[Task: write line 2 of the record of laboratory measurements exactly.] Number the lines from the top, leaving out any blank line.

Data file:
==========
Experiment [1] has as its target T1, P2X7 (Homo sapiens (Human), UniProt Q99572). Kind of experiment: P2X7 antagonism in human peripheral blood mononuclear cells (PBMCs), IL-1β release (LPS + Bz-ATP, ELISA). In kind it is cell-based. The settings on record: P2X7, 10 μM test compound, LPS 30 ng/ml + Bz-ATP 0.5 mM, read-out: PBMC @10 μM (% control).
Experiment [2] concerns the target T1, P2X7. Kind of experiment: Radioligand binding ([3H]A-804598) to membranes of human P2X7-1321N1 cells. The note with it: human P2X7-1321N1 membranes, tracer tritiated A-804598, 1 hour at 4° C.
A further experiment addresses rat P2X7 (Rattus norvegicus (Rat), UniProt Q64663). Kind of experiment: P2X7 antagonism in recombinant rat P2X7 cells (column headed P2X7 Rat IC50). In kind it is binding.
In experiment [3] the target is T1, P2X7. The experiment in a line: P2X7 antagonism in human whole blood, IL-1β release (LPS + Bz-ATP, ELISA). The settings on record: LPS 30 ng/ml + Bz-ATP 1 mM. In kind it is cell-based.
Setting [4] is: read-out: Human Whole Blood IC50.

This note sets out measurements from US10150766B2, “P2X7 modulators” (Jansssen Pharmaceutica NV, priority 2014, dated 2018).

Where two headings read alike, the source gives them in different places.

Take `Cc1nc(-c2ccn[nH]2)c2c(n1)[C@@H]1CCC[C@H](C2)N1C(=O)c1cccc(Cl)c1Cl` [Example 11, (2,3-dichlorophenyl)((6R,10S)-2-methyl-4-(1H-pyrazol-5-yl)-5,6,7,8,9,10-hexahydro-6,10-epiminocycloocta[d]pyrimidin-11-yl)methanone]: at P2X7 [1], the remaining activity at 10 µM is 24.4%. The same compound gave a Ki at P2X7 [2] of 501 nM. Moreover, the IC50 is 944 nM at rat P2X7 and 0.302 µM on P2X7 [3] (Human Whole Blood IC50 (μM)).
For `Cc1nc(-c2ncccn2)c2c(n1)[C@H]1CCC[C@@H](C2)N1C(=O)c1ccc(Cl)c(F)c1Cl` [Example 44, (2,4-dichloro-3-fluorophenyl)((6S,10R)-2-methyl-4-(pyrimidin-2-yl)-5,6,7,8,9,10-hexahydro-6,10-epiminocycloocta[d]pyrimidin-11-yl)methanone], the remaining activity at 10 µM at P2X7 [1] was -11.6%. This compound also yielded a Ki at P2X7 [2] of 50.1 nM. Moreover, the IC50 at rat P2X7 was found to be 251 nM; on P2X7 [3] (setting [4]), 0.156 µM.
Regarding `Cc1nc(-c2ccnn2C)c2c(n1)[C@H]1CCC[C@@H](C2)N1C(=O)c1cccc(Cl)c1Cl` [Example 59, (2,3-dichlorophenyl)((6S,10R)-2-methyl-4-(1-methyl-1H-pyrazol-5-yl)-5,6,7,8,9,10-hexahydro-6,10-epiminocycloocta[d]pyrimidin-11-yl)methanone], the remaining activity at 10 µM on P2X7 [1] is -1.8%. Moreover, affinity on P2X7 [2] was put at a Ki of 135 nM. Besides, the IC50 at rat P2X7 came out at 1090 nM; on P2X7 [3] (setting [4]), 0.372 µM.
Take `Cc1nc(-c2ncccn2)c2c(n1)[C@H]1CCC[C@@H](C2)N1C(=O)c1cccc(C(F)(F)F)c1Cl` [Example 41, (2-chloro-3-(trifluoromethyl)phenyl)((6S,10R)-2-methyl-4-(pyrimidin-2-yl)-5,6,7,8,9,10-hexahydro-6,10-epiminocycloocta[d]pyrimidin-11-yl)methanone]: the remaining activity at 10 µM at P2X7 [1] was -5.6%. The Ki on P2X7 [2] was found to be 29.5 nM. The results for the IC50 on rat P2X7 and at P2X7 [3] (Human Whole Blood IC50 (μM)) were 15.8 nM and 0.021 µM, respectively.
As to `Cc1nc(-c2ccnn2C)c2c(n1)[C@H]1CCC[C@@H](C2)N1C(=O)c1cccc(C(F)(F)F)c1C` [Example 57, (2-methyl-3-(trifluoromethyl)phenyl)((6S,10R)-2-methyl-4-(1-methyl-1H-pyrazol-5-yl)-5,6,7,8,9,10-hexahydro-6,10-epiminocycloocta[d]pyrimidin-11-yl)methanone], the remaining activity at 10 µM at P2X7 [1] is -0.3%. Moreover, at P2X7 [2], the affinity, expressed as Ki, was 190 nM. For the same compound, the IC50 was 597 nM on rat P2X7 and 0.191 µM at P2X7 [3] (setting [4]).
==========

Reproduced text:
Experiment [2] concerns the target T1, P2X7. Kind of experiment: Radioligand binding ([3H]A-804598) to membranes of human P2X7-1321N1 cells. The note with it: human P2X7-1321N1 membranes, tracer tritiated A-804598, 1 hour at 4° C.